QEB Metallics Ltd (By Its Joint Liquidators, David Ingram & Kevin Murphy) v (1) Aslam Peerzada (2) Adnan Mohammad Khan (Aka Eddy Khan) (3) Nouman Hafiz

Facts

The liquidators (L) of the claimant company (Q) claimed damages against the first defendant (P) and the third defendant (H).

Q had traded in precious metals. P was a director of Q. H was never officially a director and maintained that his sole involvement with Q was in supplying "limited back office logistics support including nominee services" for a limited period. Q was allegedly involved in a variation of a missing trader intra-community fraud scheme. Seventy transactions were identified whereby Q had sold precious metals to a German company which gave rise to a VAT liability. Q should have made four VAT returns over the relevant period of assessment; however, only three were filed showing a nil return, and no VAT return was filed for the last quarter. Consequently, no VAT had been accounted for and paid and, pursuant to a petition by Revenue and Customs, Q was placed into compulsory liquidation and L were appointed.

L argued that P, as director, and H, as a shadow or de facto director of Q, owed fiduciary duties of loyalty, honesty and good faith and were guilty of breaches of those duties, misfeasance, or an unlawful conspiracy to injure Q by failing to account for VAT on the transactions, and were also liable under the Insolvency Act 1986 s.212 and s.213. L submitted that the defendants were liable to compensate Q for the amount of the VAT foregone.

Held

HELD: (1) Looking at the totality of the evidence, H was the controlling mind behind Q and was at the epicentre. He was more than a mere manager and controlled Q and its activities and had the real influence in Q's corporate affairs. He was sufficiently implicated in the fraud carried on by Q to make him accountable in equity, Dubai Aluminium Co Ltd v Salaam [2002] UKHL 48, [2003] 2 A.C. 366 considered. It was more probable than not that he had full knowledge of the attempt to cheat and defraud Revenue and Customs and knew it was a dishonest plan and was morally and culpably responsible for it. Although never formally appointed director of Q, H acted as such throughout the material period of its trading activities. Accordingly, since the action was brought by L as liquidators, H's activities fell within s.212 and s.213. So far as s.212 was concerned, H was the management and as such owed fiduciary duties to Q. With regard to s.213, H knew the activities of Q were carried on with intent to defraud Revenue and Customs. The effective result was that whether by the statutory provisions in the Act or in equity or at common law, H was liable. P was also part of the conspiracy; he was a director and was implicated in the fraudulent activities that were carried on. He was liable in the same way as H. (2) With regard to damages, the appropriate amount through the s.212 to s.213 route was what the court determined was just. In equity, liability to account would be for such amount as was just in all the circumstances, the aim being to restore to the rightful owner, Q, what had been lost by the inequitable conduct, Target Holdings Ltd v Redferns [1996] A.C. 421 applied. There would be judgment against P and H for the amount of the VAT foregone, with H also paying simple interest.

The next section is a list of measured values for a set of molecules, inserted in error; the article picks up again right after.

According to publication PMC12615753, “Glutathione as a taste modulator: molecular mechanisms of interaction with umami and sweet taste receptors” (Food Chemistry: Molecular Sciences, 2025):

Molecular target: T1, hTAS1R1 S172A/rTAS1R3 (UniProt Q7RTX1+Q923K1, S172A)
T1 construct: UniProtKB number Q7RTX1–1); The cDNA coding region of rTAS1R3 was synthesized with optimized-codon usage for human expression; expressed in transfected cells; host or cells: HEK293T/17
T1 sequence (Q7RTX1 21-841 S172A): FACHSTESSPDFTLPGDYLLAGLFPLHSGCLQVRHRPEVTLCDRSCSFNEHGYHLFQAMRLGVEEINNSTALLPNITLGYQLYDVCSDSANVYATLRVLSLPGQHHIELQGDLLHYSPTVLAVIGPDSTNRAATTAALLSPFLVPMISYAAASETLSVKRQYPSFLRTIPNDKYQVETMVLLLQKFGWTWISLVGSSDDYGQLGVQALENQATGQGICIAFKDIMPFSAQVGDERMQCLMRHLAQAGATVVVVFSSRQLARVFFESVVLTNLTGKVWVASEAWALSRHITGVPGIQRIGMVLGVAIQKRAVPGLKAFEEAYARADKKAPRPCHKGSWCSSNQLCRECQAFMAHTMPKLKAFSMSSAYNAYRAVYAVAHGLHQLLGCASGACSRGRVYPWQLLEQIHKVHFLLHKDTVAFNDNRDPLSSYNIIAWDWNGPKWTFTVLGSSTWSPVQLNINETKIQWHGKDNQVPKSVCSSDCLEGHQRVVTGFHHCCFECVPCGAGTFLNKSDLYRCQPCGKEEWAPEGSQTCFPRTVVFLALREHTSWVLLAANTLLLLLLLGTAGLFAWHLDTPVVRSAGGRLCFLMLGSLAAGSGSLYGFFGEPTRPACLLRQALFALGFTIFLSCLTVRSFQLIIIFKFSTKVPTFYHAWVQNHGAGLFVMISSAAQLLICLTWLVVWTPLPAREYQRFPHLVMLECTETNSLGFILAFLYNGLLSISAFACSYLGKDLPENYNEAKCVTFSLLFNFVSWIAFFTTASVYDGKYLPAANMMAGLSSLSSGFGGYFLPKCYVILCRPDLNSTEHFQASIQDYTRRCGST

Judgment for claimant.

Comment

Where a company involved in a variation of a missing trader intra-community fraud scheme had been placed into compulsory liquidation, pursuant to a petition by Revenue and Customs for failure to account for VAT on certain transactions, an individual who was never formally a director, but was the controlling mind behind the company, was liable to compensate the company for the full loss of the VAT.

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